Where To Start With... - October 30, 2015

Where To Start With... Nicholas Sparks
by James
by James hmv London, Bio "Like the legend of the Phoenix, I've just eaten a whole packet of chocolate HobNobs..." Editor, hmv.com

Where To Start With... Nicholas Sparks

If you're a fan of romantic fiction, it's highly likely that you'll already be aware of Nicholas Sparks. In fact, if the information on the author's website is accurate, you probably already own at least one of his books; Sparks has shifted in excess of 100 million copies of his romantic novels, no fewer than 10 of which have already been adapted for the big screen, with an eleventh on the way next year in the form of The Choice. There's a reason they call Sparks 'the King of Hearts'.

But we're getting ahead of ourselves; the tenth of these films, The Longest Ride, lands in stores on Monday (November 2nd) and is directed by George Tillman Jr., a man whose previous stints in the director's chair have produced films like Faster, Soul Food and Men of Honor. It is, of course, a story of romance and this time around the star-crossed lovers are Scott Eastwood and Britt Robertson, who star as Luke and Sophia.

The storyline is familiar 'odd couple' territory from Sparks; Sophia is a New York art college student about to land her dream job, Luke is a former championship bull rider hoping to make a comeback. No, it doesn't exactly seem inevitable they will end up together, does it? However, they share a connection in the from of Ira Levinson (Alan Alda), whose tales of love and romance with his own wife many years since provide the spark the couple need.

Sparks is on record as saying that he tries to write what he knows his fans will like, so those already head over heels for his writing won't be disappointed and will find plenty of familiar Sparks tropes here; there's a misty-eyed nostalgia for a simpler time, the men all wear very tight jeans and nobody swears, ever.

For anyone who has fallen under the spell of Sparks' brand of romance already, The Longest Ride will have you reaching for the tissues all over again. You can find the trailer below, beneath that we've picked out five of the best films adapted from Nicholas Sparks' novels as handy guide for those new to his work...



The Notebook

If you only watch one of the films on this list, you should probably start with this. Even if you read the above and found yourself thinking 'yeah, romance films aren't really my thing', we urge you to give this one a try. Starring Ryan Gosling, Rachel McAdams, Gena Rowlands and James Garner, Nick Cassavetes' film perfectly weaves a story of two intertwined love affairs across two generations and skilfully walks the tightrope between being heartbreakingly sad and joyously triumphant. If that sounds a little mushy for you fellas, believe us; this film is a test of anyone's manliness and if you can make it to the end without choking back the tears at least once, you might want to check your pulse.


Message in a Bottle

The first of Sparks' novels to get the Hollywood treatment, Message in a Bottle is basically 'the grand romantic gesture' distilled and projected the big screen. Directed by Luis Mandoki, this 1999 film stars Robin Wright (back in the days she was called Robin Wright-Penn) as Theresa, a woman who finds herself enchanted by a wonderfully romantic letter when it washes up on a beach stuffed inside a bottle. Theresa becomes somewhat obsessed with the idea of finding its author and when she discovers that it was written fairly recently, decides to track him down herself. But is he all that she imagines? Kevin Costner stars as the mystery man in question, but it's Paul Newman's show-stealing turn as his father, Dodge, that really makes this film worth watching.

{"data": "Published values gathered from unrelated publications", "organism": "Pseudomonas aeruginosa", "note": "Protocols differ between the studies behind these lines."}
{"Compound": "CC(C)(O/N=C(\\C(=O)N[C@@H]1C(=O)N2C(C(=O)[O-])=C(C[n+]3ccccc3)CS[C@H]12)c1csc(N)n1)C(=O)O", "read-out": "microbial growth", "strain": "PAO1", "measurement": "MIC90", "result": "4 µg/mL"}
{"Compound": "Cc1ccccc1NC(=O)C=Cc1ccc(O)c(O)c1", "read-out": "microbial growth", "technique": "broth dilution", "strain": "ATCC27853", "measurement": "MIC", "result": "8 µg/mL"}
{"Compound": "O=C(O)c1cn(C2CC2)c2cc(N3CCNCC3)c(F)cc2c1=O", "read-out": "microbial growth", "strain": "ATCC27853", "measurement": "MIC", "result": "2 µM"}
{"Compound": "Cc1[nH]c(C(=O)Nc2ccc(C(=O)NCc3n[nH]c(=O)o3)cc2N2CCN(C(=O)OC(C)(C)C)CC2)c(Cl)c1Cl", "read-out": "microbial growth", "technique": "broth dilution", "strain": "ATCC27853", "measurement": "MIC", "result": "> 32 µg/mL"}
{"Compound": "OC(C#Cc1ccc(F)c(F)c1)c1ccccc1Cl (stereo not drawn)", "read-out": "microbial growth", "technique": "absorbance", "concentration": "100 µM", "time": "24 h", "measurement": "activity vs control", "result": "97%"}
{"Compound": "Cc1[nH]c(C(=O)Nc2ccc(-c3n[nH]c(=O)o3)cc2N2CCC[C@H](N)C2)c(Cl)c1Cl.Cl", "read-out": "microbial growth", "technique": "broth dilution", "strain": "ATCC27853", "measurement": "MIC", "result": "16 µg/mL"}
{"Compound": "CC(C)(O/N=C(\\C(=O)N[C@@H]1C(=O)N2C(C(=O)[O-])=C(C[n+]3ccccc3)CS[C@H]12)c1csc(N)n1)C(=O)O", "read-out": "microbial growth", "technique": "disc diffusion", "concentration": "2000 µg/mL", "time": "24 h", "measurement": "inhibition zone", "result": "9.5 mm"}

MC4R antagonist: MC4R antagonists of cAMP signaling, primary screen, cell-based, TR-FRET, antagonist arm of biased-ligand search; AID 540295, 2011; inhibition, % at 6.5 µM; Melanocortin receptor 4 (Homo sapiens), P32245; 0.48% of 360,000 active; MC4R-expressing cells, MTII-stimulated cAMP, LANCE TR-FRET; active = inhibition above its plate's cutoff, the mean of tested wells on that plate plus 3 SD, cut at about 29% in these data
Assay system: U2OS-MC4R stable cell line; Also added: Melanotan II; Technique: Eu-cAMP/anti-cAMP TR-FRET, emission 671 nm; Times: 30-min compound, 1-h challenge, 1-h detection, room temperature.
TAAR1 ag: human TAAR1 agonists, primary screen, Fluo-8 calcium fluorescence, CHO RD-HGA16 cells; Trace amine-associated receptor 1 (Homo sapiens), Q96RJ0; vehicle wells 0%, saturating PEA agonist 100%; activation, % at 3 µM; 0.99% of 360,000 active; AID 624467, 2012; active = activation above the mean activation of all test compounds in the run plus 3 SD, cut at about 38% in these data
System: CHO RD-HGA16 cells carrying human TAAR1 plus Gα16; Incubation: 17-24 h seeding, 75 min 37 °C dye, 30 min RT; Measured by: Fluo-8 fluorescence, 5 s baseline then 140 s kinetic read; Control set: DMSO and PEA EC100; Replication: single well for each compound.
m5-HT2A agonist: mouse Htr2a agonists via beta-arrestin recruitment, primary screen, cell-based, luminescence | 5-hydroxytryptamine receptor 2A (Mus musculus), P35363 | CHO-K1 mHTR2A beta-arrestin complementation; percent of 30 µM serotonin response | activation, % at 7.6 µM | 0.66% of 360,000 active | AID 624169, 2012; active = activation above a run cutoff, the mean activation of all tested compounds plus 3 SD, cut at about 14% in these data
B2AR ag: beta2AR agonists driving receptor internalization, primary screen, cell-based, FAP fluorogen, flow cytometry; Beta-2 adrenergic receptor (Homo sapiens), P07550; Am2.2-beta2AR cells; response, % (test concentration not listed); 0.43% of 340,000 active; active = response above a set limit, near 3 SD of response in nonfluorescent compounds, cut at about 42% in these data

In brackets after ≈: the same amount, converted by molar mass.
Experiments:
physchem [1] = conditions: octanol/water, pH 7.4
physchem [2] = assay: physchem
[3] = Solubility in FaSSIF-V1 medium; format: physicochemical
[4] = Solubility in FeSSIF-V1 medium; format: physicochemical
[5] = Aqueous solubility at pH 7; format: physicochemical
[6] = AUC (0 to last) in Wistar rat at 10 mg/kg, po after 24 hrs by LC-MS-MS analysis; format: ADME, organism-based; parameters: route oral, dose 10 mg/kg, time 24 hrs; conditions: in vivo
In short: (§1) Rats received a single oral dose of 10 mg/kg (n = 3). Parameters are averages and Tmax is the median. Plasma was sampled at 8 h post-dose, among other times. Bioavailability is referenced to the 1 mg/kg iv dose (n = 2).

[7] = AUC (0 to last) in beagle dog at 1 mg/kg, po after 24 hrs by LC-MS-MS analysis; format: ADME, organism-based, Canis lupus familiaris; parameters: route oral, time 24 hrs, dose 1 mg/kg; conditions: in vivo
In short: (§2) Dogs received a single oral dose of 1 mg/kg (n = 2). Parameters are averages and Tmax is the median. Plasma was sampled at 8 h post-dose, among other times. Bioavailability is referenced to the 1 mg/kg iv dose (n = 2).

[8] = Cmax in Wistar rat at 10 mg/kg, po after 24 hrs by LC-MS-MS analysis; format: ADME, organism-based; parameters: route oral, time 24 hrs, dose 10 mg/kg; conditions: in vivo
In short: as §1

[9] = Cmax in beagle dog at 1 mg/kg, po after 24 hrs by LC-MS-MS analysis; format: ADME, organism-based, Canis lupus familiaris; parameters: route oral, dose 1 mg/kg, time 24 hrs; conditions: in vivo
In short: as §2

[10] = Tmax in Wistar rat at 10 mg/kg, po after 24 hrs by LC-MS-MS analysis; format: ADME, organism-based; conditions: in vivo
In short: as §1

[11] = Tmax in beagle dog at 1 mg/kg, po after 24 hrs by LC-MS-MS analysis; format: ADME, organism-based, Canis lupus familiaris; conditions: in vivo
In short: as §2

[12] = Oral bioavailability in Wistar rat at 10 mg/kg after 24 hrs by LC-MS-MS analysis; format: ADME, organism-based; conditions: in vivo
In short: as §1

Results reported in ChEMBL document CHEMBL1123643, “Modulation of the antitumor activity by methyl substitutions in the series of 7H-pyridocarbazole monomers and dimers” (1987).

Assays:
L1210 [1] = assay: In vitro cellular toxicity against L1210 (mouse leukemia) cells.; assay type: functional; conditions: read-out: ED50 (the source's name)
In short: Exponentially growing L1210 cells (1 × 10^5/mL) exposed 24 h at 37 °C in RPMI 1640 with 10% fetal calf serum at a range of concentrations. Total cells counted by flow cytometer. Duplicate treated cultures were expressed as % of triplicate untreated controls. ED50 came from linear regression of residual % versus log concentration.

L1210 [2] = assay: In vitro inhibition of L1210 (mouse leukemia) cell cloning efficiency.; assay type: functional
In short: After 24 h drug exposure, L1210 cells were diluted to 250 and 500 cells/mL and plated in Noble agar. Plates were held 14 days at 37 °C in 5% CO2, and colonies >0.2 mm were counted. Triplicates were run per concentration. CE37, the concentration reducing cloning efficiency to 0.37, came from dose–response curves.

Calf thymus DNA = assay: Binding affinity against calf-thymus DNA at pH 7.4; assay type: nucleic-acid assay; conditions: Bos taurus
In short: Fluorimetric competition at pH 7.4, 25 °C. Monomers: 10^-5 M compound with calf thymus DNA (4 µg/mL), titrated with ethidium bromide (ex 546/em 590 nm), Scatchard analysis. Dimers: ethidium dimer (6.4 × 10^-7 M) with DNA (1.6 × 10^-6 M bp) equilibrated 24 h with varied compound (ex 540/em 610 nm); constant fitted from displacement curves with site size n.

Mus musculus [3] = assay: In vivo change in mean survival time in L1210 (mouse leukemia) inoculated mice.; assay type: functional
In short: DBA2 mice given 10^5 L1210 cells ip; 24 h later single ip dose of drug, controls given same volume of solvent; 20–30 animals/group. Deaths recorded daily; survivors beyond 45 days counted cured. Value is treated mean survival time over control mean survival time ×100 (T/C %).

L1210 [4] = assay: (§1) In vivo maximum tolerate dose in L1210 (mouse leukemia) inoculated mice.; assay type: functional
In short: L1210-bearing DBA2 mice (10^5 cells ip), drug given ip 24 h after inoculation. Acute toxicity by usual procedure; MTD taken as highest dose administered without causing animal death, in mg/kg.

A Walk to Remember

How many films are there with a story that goes like this: super-popular high school jock falls for pretty-but-dorky high school girl, but fears that he will be ridiculed if he makes his feelings known to his friends? Yep, loads of them. But, as comedian Frank Carson used to say, “it's the way you tell 'em” and Sparks is the master of breathing new life into well-worn territory. It helps, of course, if the director is up to the job and Adam Shankman nails it here, with Mandy Moore and Shane West putting in some great performances as the young would-be lovers. Along with the above two films, this is still one of the best adaptations of Sparks' work.



Nights in Rodanthe

A directorial debut for George C. Wolfe, Nights in Rodanthe stars Richard Gere as Dr. Paul Flanner, who is travelling to see his estranged son when a storm hits and he takes shelter in a small inn in the tiny coastal town of Rodanthe, North Carolina. The inn's only other inhabitant is a woman named Adrienne Willis (Diane Lane), who is looking after the place for a friend while she is on vacation, but is also using the time to figure out her myriad of problems, not least a husband pleading for forgiveness and wanting to come home. As the storm rages outside, the pair bond over their troubles and soon find themselves longing for each other.



Dear John

Our final pick is this 2010 film from Swedish director Lasse Hallström, whose impressive filmography includes movies like Chocolat, The Cider House Rules and What's Eating Gilbert Grape. Dear John stars Channing Tatum as an American soldier on leave from his base in Germany when he meets and falls for a college student named Savannah (Amanda Seyfried). He swears not to sign up for another term in the army so he can be with her, but then 9/11 happens. You can probably guess the rest. In less capable hands this could have been a bugle of patriotism, but Hallström handles the task with some skill and the performances from the two leads are very strong.

The Longest Ride
The Longest Ride George Tillman Jr.

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